• Fleischer Fan

    “Thunderbirds” never really played in my neck of the States but “Supercar” & “Fireball XL-5” were required viewing. I can remember taping the theme song to “XL-5” on a little tape recorded I got one for Christmas (in the days before cassettes).

    Gerry Anderson brought a lot of happiness to a lot of people. Rest in peace.

  • Dutch Uncle

    I watched Fireball XL5 every Saturday morning. Captain Scarlet managed to include shades of gray and moral relativism, and the ever-dangerous question of who watches the watchmen, even if (as a children’s show) it always had to wind up the “right” way. Mr. Anderson’s stories probably had more influence on a generation of filmmakers than any of them would care to admit.

  • RIP. Certainly one of the most idiosyncratic figures in television history – he really did pave his own path.

    By the way, as well as his live action puppetry, Anderson produced three animated series: Dick Spanner, Lavender Castle (both stop motion) and a CGI mo-cap revival of Captian Scarlet.

  • Thank you for paying tribute to Gerry Anderson considering that he produced genre shows that featured no animation other than the strings that manipulated the marionettes and miniature aircraft seen onscreen.

    There are so many elements that made Anderson’s shows successful. From Barry Gray’s stirring music to Derek Medding’s special effects work, Anderson knew how to get the best out of the people who worked for him. Together, they created lasting memories of soaring spaceships and dashing rescues that influenced so many people.

    His legacy will certainly continue for generations to come as newer generations are introduced to shows like Thunderbirds, Fireball XL5 and Space:1999.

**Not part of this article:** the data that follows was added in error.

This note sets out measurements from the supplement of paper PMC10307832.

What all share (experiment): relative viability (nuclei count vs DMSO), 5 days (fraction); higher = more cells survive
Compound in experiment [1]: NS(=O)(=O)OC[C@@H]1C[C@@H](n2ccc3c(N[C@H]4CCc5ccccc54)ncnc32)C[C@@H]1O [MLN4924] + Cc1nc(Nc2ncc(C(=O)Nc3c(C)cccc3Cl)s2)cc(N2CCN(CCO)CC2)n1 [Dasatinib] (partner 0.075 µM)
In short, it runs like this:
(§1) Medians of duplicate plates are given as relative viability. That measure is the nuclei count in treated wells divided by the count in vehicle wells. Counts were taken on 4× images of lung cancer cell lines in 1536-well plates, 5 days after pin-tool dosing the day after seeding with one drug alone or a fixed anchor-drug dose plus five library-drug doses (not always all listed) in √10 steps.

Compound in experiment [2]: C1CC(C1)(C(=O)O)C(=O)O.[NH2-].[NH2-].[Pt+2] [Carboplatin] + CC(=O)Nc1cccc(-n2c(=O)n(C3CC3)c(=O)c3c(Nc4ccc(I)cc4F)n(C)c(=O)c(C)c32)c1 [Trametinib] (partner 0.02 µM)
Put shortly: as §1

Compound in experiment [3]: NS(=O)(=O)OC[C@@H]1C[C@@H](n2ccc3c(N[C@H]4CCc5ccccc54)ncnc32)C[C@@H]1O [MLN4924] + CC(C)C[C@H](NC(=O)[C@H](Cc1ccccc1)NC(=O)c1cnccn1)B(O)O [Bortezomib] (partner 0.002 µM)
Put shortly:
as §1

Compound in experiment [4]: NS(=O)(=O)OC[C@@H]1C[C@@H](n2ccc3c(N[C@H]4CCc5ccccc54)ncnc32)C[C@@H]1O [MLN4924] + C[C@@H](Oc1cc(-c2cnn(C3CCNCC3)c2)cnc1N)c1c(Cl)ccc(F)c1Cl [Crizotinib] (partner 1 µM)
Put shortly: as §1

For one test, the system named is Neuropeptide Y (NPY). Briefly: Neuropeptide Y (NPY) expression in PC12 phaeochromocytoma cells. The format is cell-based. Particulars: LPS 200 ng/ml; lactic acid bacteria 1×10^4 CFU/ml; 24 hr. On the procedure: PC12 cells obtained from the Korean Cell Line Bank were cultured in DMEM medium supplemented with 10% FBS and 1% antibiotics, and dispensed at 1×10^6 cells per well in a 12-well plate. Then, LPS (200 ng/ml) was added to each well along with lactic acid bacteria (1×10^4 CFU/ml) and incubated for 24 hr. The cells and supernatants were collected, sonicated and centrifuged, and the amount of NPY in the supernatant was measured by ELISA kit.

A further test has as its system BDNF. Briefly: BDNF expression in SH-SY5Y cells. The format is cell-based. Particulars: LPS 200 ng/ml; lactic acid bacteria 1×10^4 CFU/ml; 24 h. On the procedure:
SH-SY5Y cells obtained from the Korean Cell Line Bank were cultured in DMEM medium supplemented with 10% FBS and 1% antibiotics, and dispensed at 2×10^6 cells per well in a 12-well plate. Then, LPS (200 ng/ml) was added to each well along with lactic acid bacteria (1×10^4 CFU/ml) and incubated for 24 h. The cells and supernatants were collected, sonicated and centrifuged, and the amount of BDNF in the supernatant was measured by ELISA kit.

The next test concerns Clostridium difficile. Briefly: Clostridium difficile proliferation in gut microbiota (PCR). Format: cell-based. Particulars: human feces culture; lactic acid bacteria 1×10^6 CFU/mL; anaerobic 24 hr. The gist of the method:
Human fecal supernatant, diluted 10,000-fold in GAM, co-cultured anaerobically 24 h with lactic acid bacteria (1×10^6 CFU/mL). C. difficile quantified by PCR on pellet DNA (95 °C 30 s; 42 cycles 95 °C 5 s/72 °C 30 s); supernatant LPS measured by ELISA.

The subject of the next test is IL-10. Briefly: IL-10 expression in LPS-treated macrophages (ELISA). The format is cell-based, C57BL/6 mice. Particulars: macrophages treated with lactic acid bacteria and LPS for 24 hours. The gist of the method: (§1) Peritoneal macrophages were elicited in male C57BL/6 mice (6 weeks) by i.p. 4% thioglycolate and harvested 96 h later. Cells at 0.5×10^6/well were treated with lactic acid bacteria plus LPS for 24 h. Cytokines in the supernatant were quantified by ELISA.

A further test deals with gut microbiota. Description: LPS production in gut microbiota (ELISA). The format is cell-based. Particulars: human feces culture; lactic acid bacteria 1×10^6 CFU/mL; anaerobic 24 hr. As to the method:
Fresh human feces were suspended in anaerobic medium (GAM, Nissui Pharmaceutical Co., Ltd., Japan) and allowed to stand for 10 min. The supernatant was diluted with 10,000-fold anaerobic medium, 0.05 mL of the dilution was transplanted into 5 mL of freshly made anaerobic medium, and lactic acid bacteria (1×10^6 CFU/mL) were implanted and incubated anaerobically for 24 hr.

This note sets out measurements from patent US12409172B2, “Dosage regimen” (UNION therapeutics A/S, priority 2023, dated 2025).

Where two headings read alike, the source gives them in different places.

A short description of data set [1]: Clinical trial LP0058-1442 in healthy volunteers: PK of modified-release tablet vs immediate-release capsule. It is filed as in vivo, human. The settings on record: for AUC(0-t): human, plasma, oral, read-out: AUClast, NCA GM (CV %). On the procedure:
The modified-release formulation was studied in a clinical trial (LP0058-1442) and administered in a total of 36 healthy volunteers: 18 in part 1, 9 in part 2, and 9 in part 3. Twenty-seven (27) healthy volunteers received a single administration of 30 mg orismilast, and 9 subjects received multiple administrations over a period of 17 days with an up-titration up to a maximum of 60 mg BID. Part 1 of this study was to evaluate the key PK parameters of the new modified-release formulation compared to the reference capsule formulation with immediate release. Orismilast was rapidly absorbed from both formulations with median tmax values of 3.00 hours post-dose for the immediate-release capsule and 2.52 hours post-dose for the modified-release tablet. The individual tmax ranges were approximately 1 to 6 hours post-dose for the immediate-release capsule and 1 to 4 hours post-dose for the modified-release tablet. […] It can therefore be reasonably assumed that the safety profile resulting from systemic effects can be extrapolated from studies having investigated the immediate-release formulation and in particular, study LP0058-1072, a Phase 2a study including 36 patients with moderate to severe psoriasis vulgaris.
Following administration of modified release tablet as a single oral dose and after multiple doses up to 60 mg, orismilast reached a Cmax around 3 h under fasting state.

• Ken Layton

    Supercar was the first of his programs I watched and loved. Then came the great Fireball XL5. I was absolutely thrilled with those two shows.

  • Robert Schaad

    RIP Gerry. Glad I picked up the UK postage stamps from a few years ago…

  • The Anderson shows definitely paved the way for special effects in movies like “Superman” and many others, particularly in the use of miniatures.

    Surely Mr. Anderson must have chuckled at this Dudley Moore / Peter Cook spoof of Supermarionation shows…

  • Godspeed Mister Anderson.

  • Quincy Thomas

    Wrote an article about him in Puppetry International this Fall/Winter. The man has been inspiring me ever since I was a child. No one will ever change our lives the way he did.

  • Ed Thompson

    I don’t know that I have anything new to say here, but I want to add my voice to those paying tribute to Gerry Anderson. I think I watched all of his SuperAnimation shows, as well as Space 1999, and I loved them all. For me, Fireball XL5 will especially hold a special place in my heart, as it came just as the space race was going on and it proved, at least to me, that mankind’s future was out in the stars. I want to thank everyone involved in Gerry’s shows for their work and for showing me a future filled with bright possibilities.

  • Through his vision we dared to dream big! I really wanted to be a space man. From Neil to Major Tom, we cruised the universe of imagination.

    I wish I was a space man.
    The fastest guy alive.
    I’d fly you round the universe,
    In Fireball XL-5.
    Way out in space together,
    Compass of the sky,
    My heart would be a fireball,
    A fireball,
    Every time I gazed into your starry eyes.

    We’d take the path to Jupiter,
    And maybe very soon.
    We’d cruise along the Milky Way,
    And land upon the moon.
    To our wonderland of stardust,
    We’ll zoom our way to Mars,
    My heart would be a fireball,
    A fireball,
    If you would be my Venus of the stars.

  • nick kent

    Stingray in reruns was my first encounter as a child and I was mesmerized. I think the next one I saw was UFO in reruns. I eventually discovered there were quite a few series and while one might criticize one aspect or another they are just packed with creativity and ingenuity.

    It’s worth noting that the puppet series played in 1960s Japan and had a huge impact on subsequent pop culture.